If you appreciate long term engagement and student-directed learning, you NEED to try this.
When I first started teaching there were a couple of units in my biology and chemistry courses that were not fresh in my mind from university.
In biology, it was definitely the metabolism unit. I vaguely remembered that glycolysis existed but I didn’t know much beyond that. And since I’m someone who is terrible at flying by the seat of my pants, it meant that I put A LOT of effort into this unit. I am so grateful to my past self for doing that, because I found some amaaaaaazing ideas from other educators.
My favorite thing that I first implemented in this unit is the Teams Tournament. This was an idea that I came across from Meg O’Mahony, an educator in Ontario. It can be used for ANY topic.
The Tournament in a Nutshell:
Here’s the jist of it:
For the entire unit, students are grouped together in study groups. Ideally, the groups are of mixed ability. I make sure that I have an even mix of my strongest students, my struggling students, and those that fall in the middle. For the sake of clarity, imagine you have a class of 16 students. You could create 4 study groups of 4 students, with each group consisting of 1-2-3-4. Imagine 1’s are your strongest students and 4’s are your weakest.
Now, you have the groups. As you move through the unit, these students are expected to work and learn together. Any time there is an extra 10 minutes, they get together and review. This can be guided by the teacher or open-ended.
The whole unit is building up to a tournament day before the test, where they will compete for ULTIMATE GLORY. In this tournament, you are not competing against your study group. Instead, all the 1s will face off against the other 1s, as will the 2s, 3s, etc. Each student will answer an equal number of questions, and their placement within their tournament gives them points to bring back to their home study group! If you’re feeling generous, the winning study team can get a prize 🙂
I see incredible engagement with this format. I think that the build-up to the tournament results in a lot of hard work, and it’s a great opportunity for students to engage in their own learning by helping their peers. With the right groups, you’ll see magic.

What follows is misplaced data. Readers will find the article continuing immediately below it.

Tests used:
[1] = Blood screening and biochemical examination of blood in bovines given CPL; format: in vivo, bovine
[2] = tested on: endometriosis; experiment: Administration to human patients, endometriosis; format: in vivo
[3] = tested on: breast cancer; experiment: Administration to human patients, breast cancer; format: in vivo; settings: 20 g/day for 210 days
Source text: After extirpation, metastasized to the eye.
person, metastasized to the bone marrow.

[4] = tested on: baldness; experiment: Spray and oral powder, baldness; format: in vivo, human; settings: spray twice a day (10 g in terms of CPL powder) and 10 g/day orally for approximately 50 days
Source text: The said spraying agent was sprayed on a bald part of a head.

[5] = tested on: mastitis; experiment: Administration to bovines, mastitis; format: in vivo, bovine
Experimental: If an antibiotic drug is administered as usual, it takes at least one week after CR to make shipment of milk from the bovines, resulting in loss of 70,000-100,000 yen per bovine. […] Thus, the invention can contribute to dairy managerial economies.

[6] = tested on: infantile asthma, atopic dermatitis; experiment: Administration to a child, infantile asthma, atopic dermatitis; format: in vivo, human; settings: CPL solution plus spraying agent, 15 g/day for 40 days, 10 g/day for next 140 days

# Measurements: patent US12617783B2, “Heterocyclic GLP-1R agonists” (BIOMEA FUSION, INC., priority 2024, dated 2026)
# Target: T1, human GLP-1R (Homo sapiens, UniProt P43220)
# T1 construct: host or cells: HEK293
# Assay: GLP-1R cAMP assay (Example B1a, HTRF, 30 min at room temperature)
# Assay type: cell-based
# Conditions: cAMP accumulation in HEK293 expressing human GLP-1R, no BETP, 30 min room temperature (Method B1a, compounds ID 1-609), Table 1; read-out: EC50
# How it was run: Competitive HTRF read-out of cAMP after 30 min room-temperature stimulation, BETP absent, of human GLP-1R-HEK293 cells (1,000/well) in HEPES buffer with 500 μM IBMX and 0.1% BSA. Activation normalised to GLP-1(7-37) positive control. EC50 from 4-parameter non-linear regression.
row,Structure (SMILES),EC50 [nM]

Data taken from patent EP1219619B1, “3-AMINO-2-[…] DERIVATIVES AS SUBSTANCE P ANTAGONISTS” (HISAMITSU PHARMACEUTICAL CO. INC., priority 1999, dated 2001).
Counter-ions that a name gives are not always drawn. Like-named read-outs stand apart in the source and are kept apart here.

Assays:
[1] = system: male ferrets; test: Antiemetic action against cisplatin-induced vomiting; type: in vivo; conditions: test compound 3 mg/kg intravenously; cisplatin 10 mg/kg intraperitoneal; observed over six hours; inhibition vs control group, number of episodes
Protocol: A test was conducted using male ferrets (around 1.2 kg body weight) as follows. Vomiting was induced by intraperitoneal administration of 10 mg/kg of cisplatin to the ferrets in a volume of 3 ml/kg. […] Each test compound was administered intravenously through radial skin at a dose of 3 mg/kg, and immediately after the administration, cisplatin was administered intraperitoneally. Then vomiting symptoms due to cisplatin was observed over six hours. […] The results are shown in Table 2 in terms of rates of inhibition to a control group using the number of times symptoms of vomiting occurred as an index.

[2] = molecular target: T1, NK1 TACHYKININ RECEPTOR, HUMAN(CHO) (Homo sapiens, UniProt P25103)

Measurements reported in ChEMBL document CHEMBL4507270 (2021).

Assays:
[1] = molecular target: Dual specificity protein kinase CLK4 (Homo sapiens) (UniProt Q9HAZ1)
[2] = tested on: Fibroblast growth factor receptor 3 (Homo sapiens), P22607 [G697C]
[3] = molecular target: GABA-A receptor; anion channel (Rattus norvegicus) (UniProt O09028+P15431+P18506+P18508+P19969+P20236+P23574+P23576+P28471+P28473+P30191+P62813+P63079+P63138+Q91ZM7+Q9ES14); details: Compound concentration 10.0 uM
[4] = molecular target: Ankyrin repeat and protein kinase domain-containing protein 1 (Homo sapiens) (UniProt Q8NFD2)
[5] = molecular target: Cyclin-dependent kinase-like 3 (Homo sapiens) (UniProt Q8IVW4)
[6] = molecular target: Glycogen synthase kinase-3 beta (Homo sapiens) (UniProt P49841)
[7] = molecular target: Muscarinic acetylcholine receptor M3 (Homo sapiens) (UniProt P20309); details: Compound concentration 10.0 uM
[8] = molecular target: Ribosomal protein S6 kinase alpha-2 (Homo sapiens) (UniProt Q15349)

When it comes to the execution of the tournament, I wanted it to be run in a way that allowed me to circulate and observe rather than be on stage. I developed a method that works really well for me and is relatively low-prep.
Here it is:
Each tournament happens at one table, and each table has:
- A sheet of 56 questions, numbered #1 – 56, in a 7 x 8 table;
- A corresponding sheet of 56 answers, numbered #1-56, in a 7 x 8 table;
- An envelope containing the numbers 1 – 56;
- 2 covers (one for the Qs, one for the As) made of 4 pieces of colored paper taped together and a small rectangle cut out of the center. It should be JUST big enough to reveal a question/answer.
- Enough chairs for the number of students competing.
Refer to the diagram below as I explain. We’ll follow around Andrew.
Andrew starts in the hot seat. That means that he will be the first student to answer a question. He reaches into the envelope and picks out a number. If his number is 12, Barbara moves the cover so that the opening reveals Question #12. Barbara reads the question. When Andrew is ready, he gives his answer. Debbie, who has moved the cover to reveal the answer to Question #12, says whether Andrew is right or wrong.
If correct, Andrew keeps the slip of paper with “12” on it as a way to keep track of his points. If he is wrong, he puts it in a designated discard area. Then, everyone rotates so that Debbie is in the hot seat. Caleb is now in front of the answers, Andrew has moved to the questions, and Barbara just listens. This repeats until all the questions have been read! (Note: if extra questions are required to ensure equal turns in the hot seat, I come over at the end and give the necessary additional questions.) This method also works with battles of 2 or 3 students, but I wouldn’t do more than 4 per table.
I tell the students upfront that they are the judges for accuracy of answers, and because they will all be in the hot seat at some point, they are quite fair. I rarely get involved in a dispute over answers.
This is fun, student-centred, and has produced great results.
I’ve run into some teachers who feel uncomfortable with grouping students by levels, so it’s up to you how you do it.
But I’ll leave you with this:
I will always remember the moment when a girl who won her tournament (against peers of similar level) came up to me – at PROM, of all places – and told me that she was really proud of herself for doing so well in the biology teams tournament. I mean, come ON.
You’ve got to give it a try! And let me know how it goes!
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